Chevy’s Experimental Vehicles Paved The Way For The Mid-Engined Corvette C8

It took Chevrolet 60 years to launch its first mid-engined Corvette, but that doesn’t mean the thought of a midship layout wasn’t planted in engineers’ minds right from the beginning.

Zora Arkus-Duntov, widely regarded as the father of the ‘Vette, was fascinated from an early age by mid-engine vehicles such as the Auto Union Type C and Type D Grand Prix racing cars. A brilliant engineer, he had a wealth of knowledge which he applied in his auto racing activities and engineering consultancy in automotive and aeronautics.

But it’s with General Motors that his career blossomed. When he started working on May 1, 1953, the original Corvette concept had already been presented four months earlier at the Motorama in New York City.

Also Read: Iconic CERV I Sells For $1.32 Million At Auction

1960 CERV I, 1990 CERV III, and 1964 CERV II mid-engine experimental research vehicles

The design study fascinated him and was probably what brought him to GM in the first place. During his time there he helped Chevrolet chief engineer Ed Cole turn his proposed Small Block V-8 into a viable technology for the Corvette later that decade.

1960 CERV I

He never forgot those mid-engine European racers, though, so in his position as Corvette chief engineer he pursued the midship layout through various concepts, like the CERV I created in 1960.

Duntov described the CERV I as “a design without limit” and an “admirable tool” that showed Chevrolet “what to put in Corvette.” During its lifespan, it featured seven different engine combinations. However, the original powertrain, a Small Block V8 with a lightweight aluminum core, can be seen as the forefather of the one on the 2020 Corvette Stingray.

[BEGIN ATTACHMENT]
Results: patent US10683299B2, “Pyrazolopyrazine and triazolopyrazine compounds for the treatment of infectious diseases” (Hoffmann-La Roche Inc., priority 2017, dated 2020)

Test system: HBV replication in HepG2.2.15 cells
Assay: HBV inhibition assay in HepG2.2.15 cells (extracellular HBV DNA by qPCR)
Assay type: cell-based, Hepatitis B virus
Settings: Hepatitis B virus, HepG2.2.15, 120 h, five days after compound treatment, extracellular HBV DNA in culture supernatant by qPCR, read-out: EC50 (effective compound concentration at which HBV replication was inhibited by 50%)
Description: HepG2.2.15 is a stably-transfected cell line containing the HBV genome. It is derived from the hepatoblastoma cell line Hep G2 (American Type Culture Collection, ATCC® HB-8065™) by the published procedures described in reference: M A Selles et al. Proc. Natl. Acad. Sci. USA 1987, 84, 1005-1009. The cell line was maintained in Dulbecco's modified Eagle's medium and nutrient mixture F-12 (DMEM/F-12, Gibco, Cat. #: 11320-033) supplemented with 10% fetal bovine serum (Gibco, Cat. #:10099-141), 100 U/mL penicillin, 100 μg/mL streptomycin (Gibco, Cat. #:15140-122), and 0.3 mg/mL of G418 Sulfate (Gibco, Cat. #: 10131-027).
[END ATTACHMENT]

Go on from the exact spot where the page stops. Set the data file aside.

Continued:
1964 CERV II

Four years later, Duntov’s team created the CERV II concept which was envisioned by Duntov and Chevrolet General Manager Semon “Bunkie” Knudsen as a challenger for Sebring, Le Mans, and other races. This research vehicle not only featured torque converters front and rear, but also the first-ever mid-engine four-wheel-drive system, for which Duntov held the patent.

1990 CERV III

GM’s most recent attempt at a mid-engine vehicle came much later in the form of the 1990 CERV III concept built together with Lotus. Unlike its predecessors, CERV III was more of a road car than a track performer. Actually, Chevrolet intended it as a development vehicle to evaluate mid-engine structures as well as explore future levels of performance.

We’re talking very serious levels as CERV III packed a twin-turbocharged 5.7-liter Small Block V8 engine that made 650 horsepower and 655 lb-ft (888 Nm) of torque.

While none of the experimental research vehicles made it to production, many of the solutions they proposed were adopted by the 2020 Corvette Stingray. Until his retirement from GM in 1975, Arkus-Duntov saw the mid-engine layout with the engine mounted ahead of the rear axle as the optimal configuration for weight distribution, excellent handling, and forward visibility.

However, implementation proved problematic from a mass manufacturing standpoint. GM encountered issues with engine cooling, limited passenger and luggage space, noise, and the inability to produce a convertible variant. After six decades, advances in technology helped engineers and designers of the 2020 Corvette Stingray solve all these problems. These are historic days for Corvette fans and for automobile enthusiasts in general and we should all enjoy them.

 

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  • RV9161

    I’m digging this 1990 CERV III more than the new C8…

    • Porkopolis

      CERV III is a very solid design for 1990. I’d be interested to know how close they got to pulling the trigger and putting it into production.

      • ejd1984

        From what I remember reading at the time, it was really the corporate bean counters that killed the CERV III. The car was nearly production ready.

        The consolation is that the overall styling made it to the next vette.

  • javier

    if only they could have used those smooth lines, oh well

  • Smartypants

    Wow that CERV I is a beautiful little beast

  • I ALWAYS LIKED THE CERV III. A LOT SHARPER THAN WHAT THEY FINALLY RELEASE 30 YRS LATER.

    • Thunderbolt

      according to Corvette documentary, its body structure used carbon fiber pretty much where it can be used.

  • kachuks

    That CERV III oddly reminds me of a McLaren Speedtail.

  • That 1990 CERV III is actually very nice.

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